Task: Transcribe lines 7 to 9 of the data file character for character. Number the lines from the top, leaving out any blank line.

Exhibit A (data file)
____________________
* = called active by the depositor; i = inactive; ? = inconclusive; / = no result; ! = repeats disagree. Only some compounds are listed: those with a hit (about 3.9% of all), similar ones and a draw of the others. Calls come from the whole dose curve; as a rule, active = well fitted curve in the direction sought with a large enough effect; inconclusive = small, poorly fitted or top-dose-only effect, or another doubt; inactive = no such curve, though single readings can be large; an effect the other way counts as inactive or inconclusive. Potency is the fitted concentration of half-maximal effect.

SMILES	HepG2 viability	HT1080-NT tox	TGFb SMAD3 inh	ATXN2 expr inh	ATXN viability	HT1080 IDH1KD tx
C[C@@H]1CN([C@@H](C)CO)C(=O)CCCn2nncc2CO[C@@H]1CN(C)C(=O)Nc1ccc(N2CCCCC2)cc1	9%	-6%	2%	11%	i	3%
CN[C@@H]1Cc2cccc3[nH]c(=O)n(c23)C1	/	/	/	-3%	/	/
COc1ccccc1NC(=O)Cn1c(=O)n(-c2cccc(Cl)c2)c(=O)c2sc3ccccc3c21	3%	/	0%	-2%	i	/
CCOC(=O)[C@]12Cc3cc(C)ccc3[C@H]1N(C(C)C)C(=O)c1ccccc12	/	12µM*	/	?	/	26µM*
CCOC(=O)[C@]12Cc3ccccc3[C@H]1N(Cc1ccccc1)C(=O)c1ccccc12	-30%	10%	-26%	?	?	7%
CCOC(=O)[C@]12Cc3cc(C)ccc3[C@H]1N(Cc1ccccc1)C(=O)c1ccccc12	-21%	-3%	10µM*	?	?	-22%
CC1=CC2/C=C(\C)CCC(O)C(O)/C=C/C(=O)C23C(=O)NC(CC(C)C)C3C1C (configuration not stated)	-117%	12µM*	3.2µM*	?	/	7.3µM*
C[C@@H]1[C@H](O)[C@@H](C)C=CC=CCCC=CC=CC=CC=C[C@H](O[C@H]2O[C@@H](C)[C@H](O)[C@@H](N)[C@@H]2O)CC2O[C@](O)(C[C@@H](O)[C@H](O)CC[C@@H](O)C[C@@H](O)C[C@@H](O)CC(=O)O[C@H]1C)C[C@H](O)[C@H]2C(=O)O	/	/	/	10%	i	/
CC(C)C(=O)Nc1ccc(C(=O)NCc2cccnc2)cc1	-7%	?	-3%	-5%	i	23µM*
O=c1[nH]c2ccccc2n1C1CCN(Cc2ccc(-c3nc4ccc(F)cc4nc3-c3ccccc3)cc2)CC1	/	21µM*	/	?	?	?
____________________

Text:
CCOC(=O)[C@]12Cc3ccccc3[C@H]1N(Cc1ccccc1)C(=O)c1ccccc12	-30%	10%	-26%	?	?	7%
CCOC(=O)[C@]12Cc3cc(C)ccc3[C@H]1N(Cc1ccccc1)C(=O)c1ccccc12	-21%	-3%	10µM*	?	?	-22%
CC1=CC2/C=C(\C)CCC(O)C(O)/C=C/C(=O)C23C(=O)NC(CC(C)C)C3C1C (configuration not stated)	-117%	12µM*	3.2µM*	?	/	7.3µM*